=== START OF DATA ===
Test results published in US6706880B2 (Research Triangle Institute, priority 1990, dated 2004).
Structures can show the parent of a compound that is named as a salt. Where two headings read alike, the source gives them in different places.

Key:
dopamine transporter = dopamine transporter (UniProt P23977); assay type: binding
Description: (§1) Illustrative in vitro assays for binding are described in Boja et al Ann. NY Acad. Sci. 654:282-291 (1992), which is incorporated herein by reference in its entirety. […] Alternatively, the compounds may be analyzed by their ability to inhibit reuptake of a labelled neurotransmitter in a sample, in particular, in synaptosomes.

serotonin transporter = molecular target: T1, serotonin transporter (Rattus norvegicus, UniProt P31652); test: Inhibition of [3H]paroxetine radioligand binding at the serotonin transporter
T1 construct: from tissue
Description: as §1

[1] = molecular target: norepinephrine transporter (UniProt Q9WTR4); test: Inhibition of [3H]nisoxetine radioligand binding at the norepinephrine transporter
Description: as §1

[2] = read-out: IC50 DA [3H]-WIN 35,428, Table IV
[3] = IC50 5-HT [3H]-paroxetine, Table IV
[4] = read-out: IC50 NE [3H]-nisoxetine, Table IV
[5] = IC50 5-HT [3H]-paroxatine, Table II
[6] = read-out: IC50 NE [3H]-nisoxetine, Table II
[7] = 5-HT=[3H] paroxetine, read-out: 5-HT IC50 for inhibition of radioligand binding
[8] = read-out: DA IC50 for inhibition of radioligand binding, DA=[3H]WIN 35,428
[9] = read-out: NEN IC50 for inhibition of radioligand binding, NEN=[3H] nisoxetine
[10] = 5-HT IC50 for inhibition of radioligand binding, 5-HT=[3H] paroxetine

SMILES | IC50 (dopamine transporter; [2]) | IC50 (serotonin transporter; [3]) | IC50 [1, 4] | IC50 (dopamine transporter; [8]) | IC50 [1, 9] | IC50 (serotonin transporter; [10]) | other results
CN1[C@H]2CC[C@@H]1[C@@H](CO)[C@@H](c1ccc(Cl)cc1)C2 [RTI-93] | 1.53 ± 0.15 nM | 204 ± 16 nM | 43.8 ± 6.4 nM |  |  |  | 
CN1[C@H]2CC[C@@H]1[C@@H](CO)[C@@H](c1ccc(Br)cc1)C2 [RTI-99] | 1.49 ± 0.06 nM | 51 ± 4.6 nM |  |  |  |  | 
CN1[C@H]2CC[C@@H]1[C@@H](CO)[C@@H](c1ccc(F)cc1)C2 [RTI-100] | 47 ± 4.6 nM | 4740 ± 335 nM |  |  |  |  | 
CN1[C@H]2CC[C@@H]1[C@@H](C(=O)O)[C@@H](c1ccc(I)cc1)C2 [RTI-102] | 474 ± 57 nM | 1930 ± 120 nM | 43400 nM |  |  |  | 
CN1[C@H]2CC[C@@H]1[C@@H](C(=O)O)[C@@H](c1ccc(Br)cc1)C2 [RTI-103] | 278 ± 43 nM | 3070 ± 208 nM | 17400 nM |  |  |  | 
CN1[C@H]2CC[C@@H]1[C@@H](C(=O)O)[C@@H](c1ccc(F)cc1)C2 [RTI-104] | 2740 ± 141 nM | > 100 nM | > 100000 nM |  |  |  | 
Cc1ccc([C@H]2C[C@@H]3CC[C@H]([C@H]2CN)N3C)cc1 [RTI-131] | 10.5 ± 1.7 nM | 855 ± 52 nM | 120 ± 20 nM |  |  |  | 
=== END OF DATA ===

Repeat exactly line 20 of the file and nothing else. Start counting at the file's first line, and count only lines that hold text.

SMILES | IC50 (dopamine transporter; [2]) | IC50 (serotonin transporter; [3]) | IC50 [1, 4] | IC50 (dopamine transporter; [8]) | IC50 [1, 9] | IC50 (serotonin transporter; [10]) | other results